What is another word for time-honoured?

Pronunciation: [tˈa͡ɪmˈɒnəd] (IPA)

When one is trying to describe something that is "time-honoured," there are a variety of synonyms that can be used to convey the same idea. For instance, other ways to describe something as "time-honoured" could include "long-standing," "traditional," or "venerable." Similarly, alternative phrases might include "age-old," "historic," or "cherished." Ultimately, the term "time-honoured" describes something that has a rich and respected history, and that has stood the test of time. By using synonyms or similar phrases, it is possible to convey the same meaning in a way that is fresh and interesting.

Synonyms for Time-honoured:

What are the paraphrases for Time-honoured?

Paraphrases are restatements of text or speech using different words and phrasing to convey the same meaning.
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What are the hypernyms for Time-honoured?

A hypernym is a word with a broad meaning that encompasses more specific words called hyponyms.

What are the opposite words for time-honoured?

Time-honoured is a word that describes something that is respected and valued because it has been around for a long time. There are several antonyms to this word that express the opposite meaning. The word "new" can be used to describe something that is modern, innovative, and recently introduced. Another antonym for time-honoured would be "unproven." This term implies that something is untested and therefore lacks the credibility and respect that a time-honoured object or practice has. "Inferior" can also be used as an antonym to describe something of lesser quality compared to a time-honoured standard. Overall, these antonyms seek to contrast the value, respect, and credibility of something new, unproven, or inferior.

What are the antonyms for Time-honoured?

Famous quotes with Time-honoured

  • On (BBC 1) Patrick Lichfield and Sacha Distel helped herd the beef. Even further down-market, (BBC 1) was hosted by Max Bygraves, who tried the time-honoured gimmick of singing the finale at the start. 'And if you doan like our finish / You doan have to stay for the show.' Thanks. Click.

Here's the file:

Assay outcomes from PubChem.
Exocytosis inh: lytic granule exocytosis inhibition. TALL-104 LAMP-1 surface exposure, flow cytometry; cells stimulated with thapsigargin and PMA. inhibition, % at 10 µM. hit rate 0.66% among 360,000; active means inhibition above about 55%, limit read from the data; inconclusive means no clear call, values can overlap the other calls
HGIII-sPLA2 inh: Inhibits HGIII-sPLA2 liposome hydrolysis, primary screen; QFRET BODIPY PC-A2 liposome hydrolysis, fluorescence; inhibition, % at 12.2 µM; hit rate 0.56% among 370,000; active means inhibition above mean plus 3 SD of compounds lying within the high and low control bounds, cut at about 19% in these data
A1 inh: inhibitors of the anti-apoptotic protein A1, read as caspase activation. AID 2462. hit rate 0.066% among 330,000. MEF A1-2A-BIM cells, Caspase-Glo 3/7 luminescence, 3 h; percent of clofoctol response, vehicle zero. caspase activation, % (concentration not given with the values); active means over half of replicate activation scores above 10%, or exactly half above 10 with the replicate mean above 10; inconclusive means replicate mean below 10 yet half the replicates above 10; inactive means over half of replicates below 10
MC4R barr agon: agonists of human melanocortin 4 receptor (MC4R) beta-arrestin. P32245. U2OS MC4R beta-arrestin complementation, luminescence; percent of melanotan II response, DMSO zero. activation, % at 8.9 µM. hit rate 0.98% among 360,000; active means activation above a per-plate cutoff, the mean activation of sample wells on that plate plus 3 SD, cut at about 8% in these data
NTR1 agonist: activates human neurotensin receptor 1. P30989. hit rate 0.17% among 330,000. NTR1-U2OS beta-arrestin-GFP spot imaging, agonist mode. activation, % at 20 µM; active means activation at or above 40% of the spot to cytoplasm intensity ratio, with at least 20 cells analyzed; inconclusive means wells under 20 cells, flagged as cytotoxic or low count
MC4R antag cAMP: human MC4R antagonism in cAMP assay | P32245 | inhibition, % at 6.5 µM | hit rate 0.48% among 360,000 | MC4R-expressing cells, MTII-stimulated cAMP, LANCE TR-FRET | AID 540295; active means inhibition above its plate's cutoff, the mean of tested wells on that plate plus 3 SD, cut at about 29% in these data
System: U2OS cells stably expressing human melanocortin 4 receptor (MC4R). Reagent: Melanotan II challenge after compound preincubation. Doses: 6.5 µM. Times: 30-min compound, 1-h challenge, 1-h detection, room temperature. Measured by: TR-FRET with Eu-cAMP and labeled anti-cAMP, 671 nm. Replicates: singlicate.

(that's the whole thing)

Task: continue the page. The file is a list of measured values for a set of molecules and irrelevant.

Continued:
Clive James
  • But the tyranny of custom, like all other tyrannies, when grown quite unbearable—for it is wonderful what people will endure-;had already sown the seeds of its own dissolution. Out of the hardship had grown the repining, and to repine at the exercise of an alleged right is soon to question its authority, and the first question asked shakes the whole ancient and time-honoured fabric of privilege.
    Letitia Elizabeth Landon
  • Only a seaman realises to what great extent an entire ship reflects the personality and ability of one individual, her Commanding Officer. To a landsman, this is not understandable—and sometimes it is even difficult for us to comprehend—but it is so! A ship at sea is a different world in herself, and in consideration of the protracted and distant operations of the fleet units, the Navy must place great power, responsibility and trust in the hands of those leaders chosen for command. In each ship there is one man who, in the hour of emergency or peril at sea, can turn to no other man. There is one who alone is ultimately responsible for the safe navigation, engineering performance, accurate gunfire and morale of the ship. He is the Commanding Officer. He is the ship. This is the most difficult and demanding assignment in the Navy. There is not an instant during his tour as Commanding Officer that he can escape the grasp of command responsibility. His privileges, in view of his obligations, are almost ludicrously small; nevertheless, this is the spur which has given the Navy its great leaders. It is a duty which richly deserves the highest, time-honoured title of the seafaring world—Captain.
    Joseph Conrad
  • The new regime which had succeeded his after the coup had become as fragmentary as the old, in the time-honoured way of all revolutions.
    Alastair Reynolds

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